"Barring polygamy, you will break up with every person you date minus one." - Yellow
Question #57475 posted on 05/14/2010 3:01 a.m.
Q:

Dear 100 Hour Board,

Does the new Arizona immigration law allow a racist Arizona police officer to go up to a Hispanic-looking person just walking down the street doing nothing wrong and demand to see their papers?

- can't hear past all the unsourced screaming

A: Dear can’t hear,

Your question addresses some of the fundamental concerns that people have with the new Arizona immigration policy. Your scenario of a “racist Arizona police officer” demanding to see immigration papers of any “Hispanic-looking person . . . doing nothing wrong” touches on some of the most debated issues at play here: racial profiling and the circumstances under which police officers can ask to see papers. Before going into any detailed analysis (and I guess as kind of a teaser), the answer to your question is no, but it some respects yes. No, a racist police officer (or any police officer) could not stop someone “Hispanic-looking” and demand to see their papers if looking Hispanic is the one and only thing that might make a police officer suspect that the person is in the country unlawfully. But if the police officer was stopping someone for a legal reason, and if looking Hispanic were combined with other characteristics about someone (the way the person dressed, walked, acted, gestured, who they were with, what they were doing, etc.) that could justifiably make the officer suspect that that individual was not a legal citizen, then yes the officer could ask them questions about their legal status.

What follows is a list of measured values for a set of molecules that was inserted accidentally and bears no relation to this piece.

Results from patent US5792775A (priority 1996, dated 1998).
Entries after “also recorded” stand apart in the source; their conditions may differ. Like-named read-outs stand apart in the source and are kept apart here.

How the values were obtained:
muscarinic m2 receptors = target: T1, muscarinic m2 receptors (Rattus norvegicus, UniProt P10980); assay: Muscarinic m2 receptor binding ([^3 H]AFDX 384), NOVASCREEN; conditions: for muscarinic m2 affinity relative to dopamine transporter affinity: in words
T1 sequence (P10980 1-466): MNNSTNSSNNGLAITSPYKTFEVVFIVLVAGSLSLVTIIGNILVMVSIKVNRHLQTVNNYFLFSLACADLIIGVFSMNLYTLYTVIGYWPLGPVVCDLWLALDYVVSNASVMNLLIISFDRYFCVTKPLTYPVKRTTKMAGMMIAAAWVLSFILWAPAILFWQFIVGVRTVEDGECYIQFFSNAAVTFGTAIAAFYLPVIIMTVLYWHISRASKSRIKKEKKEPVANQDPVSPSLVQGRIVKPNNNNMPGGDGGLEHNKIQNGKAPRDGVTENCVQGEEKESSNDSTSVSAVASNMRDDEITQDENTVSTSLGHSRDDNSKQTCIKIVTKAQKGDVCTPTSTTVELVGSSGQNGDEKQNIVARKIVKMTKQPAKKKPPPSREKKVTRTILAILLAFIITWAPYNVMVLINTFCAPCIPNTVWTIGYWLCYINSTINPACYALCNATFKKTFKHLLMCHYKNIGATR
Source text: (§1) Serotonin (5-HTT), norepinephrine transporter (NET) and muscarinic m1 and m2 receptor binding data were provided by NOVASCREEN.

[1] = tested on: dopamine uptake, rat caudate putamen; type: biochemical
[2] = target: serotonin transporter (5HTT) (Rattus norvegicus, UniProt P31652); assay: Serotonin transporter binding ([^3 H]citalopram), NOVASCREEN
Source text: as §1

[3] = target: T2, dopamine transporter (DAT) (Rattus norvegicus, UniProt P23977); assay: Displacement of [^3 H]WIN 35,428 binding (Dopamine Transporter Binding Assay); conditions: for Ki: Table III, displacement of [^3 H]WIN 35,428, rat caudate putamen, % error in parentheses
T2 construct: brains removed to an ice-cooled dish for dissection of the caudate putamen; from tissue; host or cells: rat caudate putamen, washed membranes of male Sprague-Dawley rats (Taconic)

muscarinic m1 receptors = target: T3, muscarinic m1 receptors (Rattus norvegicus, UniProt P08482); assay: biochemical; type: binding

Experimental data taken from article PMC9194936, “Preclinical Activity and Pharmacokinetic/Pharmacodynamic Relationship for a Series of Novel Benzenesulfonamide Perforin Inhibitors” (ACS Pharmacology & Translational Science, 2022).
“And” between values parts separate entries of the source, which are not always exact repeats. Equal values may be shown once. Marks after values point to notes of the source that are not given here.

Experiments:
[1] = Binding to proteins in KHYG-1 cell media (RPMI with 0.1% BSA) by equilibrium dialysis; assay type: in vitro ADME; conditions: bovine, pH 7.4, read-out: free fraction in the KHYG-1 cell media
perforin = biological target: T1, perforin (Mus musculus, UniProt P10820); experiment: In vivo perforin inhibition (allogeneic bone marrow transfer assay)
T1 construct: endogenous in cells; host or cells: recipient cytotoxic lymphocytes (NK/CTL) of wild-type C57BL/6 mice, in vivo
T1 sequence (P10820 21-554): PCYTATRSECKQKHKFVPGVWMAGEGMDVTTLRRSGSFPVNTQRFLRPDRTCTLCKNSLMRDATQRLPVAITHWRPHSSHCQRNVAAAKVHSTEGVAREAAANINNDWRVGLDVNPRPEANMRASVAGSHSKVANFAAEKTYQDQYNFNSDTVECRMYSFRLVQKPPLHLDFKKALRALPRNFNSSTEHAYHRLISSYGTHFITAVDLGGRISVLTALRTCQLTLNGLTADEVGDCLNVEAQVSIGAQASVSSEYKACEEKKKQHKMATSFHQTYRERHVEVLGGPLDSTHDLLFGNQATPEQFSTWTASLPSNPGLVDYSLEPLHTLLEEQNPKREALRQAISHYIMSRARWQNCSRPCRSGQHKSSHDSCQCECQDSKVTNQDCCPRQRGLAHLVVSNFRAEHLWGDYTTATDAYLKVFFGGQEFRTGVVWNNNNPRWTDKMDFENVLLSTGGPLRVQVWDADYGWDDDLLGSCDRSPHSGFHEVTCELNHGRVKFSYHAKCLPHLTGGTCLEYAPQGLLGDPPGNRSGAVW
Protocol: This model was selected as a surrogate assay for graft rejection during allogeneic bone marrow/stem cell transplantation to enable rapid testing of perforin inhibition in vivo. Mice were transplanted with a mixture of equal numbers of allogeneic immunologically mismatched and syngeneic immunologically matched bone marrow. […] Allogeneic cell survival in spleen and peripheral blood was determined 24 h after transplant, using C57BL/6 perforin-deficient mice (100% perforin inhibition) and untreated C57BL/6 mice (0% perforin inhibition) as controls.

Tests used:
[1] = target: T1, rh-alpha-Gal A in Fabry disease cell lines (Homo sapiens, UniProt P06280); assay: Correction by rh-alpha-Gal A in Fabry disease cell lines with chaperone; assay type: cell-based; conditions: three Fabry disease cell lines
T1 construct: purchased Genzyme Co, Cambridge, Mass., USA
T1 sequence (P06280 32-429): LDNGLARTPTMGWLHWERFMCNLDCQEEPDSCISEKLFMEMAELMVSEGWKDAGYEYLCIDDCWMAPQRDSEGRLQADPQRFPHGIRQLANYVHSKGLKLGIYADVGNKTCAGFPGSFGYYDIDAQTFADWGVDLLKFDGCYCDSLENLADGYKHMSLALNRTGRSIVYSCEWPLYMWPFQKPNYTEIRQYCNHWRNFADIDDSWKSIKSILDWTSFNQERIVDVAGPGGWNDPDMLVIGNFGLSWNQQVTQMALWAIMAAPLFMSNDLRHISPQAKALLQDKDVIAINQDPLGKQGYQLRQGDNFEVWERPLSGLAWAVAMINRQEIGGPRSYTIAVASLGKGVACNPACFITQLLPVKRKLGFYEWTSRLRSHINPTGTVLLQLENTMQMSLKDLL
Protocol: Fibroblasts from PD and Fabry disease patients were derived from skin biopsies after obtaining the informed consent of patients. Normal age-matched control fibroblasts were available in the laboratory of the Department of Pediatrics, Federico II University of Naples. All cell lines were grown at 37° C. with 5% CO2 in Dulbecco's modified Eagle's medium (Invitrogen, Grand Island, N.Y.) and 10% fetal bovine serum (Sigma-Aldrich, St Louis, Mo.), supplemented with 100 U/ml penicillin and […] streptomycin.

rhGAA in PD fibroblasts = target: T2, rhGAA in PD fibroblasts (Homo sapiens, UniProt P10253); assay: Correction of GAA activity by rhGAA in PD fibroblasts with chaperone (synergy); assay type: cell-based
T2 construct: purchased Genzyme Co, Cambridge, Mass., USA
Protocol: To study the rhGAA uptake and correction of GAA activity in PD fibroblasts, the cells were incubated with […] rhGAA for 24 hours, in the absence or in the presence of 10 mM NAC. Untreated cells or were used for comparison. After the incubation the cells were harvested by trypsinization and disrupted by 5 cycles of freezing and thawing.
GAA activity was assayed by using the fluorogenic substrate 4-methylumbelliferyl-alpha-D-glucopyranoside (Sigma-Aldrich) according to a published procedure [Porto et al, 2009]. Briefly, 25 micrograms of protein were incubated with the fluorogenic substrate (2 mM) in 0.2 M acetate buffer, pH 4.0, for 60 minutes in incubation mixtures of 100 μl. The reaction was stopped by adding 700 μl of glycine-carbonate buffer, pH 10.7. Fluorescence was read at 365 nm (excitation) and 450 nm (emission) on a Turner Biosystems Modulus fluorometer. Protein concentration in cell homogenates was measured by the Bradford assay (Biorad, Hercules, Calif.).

Lest you think I’m simply repeating talking points, let’s look at what the law actually says.